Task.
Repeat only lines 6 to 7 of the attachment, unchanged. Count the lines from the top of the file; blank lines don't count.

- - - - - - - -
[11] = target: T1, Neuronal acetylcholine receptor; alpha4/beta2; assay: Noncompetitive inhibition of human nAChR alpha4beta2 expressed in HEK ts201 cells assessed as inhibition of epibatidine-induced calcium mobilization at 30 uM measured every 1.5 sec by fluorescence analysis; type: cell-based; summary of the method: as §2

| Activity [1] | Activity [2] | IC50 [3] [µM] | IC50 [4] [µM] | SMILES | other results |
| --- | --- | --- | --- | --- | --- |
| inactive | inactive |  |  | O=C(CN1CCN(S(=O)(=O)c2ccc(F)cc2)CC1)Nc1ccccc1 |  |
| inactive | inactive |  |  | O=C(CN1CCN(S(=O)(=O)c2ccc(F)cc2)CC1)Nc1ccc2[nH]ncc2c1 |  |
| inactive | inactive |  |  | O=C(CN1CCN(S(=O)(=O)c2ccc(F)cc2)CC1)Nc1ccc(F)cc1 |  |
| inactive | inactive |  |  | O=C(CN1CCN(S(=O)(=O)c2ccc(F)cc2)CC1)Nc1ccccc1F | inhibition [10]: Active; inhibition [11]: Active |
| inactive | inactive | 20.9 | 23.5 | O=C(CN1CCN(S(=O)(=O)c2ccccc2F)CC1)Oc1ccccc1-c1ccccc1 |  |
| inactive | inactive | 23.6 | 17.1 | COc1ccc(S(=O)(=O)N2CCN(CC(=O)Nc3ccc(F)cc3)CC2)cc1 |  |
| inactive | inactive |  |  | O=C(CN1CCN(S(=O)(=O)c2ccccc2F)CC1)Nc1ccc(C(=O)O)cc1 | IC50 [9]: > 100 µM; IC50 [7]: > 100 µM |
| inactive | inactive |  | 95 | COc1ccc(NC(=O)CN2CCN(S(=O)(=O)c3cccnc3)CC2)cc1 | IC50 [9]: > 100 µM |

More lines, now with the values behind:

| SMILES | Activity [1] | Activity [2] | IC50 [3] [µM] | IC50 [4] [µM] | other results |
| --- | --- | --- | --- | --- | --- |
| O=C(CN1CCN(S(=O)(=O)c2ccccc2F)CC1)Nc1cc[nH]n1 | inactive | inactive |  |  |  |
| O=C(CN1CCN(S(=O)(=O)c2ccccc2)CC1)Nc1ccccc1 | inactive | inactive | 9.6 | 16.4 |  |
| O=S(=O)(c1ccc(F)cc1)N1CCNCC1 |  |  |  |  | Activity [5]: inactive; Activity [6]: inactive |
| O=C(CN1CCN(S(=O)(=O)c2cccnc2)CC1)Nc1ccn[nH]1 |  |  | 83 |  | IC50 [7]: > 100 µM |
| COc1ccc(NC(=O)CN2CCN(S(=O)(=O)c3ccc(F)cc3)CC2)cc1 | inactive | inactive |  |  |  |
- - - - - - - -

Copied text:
| inactive | inactive |  |  | O=C(CN1CCN(S(=O)(=O)c2ccc(F)cc2)CC1)Nc1ccc(F)cc1 |  |
| inactive | inactive |  |  | O=C(CN1CCN(S(=O)(=O)c2ccc(F)cc2)CC1)Nc1ccccc1F | inhibition [10]: Active; inhibition [11]: Active |